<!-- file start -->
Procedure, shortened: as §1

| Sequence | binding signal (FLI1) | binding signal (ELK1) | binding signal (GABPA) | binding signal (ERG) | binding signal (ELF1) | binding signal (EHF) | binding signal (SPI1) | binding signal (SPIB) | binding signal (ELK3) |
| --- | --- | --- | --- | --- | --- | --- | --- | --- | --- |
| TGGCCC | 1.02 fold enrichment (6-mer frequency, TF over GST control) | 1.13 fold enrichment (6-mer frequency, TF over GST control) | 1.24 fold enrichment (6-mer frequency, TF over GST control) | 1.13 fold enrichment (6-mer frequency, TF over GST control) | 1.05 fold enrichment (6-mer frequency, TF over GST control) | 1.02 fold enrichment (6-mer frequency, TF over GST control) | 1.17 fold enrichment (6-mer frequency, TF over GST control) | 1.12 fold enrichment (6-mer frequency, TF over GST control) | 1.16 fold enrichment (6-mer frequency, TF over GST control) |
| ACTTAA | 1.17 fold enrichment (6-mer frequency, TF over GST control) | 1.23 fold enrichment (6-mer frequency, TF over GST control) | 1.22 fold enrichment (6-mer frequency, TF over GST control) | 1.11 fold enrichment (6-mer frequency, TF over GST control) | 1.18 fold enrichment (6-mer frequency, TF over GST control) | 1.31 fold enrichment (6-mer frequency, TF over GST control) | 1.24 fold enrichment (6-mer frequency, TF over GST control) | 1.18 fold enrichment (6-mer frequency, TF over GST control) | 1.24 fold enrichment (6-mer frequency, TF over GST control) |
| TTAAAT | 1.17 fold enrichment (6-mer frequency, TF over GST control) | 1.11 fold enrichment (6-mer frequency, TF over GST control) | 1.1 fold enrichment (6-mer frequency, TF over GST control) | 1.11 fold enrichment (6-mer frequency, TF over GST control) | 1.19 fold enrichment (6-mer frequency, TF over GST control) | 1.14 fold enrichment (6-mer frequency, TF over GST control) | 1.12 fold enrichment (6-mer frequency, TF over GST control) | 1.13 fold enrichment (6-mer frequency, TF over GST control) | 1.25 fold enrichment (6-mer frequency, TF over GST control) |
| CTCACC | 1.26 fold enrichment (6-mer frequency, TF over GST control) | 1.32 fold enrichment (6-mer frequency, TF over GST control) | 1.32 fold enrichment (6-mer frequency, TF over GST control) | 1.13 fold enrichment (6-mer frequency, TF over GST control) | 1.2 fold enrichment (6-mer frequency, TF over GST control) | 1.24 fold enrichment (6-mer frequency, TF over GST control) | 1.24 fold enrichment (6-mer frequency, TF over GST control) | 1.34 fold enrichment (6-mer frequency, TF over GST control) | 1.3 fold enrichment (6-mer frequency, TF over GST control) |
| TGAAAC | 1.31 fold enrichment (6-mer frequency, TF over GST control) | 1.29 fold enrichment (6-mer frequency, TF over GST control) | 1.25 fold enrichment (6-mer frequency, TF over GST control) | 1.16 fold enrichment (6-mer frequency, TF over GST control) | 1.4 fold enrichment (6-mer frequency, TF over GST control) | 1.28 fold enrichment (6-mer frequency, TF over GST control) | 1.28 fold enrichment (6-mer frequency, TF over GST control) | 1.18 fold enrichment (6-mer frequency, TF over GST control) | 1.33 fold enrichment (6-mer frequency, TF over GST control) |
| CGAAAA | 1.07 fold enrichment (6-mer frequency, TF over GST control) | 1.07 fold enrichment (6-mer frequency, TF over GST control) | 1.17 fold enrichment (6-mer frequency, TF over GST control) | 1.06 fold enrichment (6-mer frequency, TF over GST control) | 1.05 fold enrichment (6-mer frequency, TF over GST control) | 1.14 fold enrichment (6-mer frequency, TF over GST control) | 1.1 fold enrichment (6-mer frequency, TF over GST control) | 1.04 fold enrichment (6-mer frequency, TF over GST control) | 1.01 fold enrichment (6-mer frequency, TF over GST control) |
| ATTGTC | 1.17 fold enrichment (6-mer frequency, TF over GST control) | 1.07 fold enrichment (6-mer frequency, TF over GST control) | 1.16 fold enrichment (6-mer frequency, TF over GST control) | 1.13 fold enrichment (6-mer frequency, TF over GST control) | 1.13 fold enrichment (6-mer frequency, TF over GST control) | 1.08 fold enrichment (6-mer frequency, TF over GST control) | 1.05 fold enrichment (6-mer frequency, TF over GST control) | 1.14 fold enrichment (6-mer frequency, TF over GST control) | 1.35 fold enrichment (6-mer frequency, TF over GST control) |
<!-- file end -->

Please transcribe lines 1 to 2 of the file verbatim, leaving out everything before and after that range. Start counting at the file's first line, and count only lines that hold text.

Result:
Procedure, shortened: as §1

| Sequence | binding signal (FLI1) | binding signal (ELK1) | binding signal (GABPA) | binding signal (ERG) | binding signal (ELF1) | binding signal (EHF) | binding signal (SPI1) | binding signal (SPIB) | binding signal (ELK3) |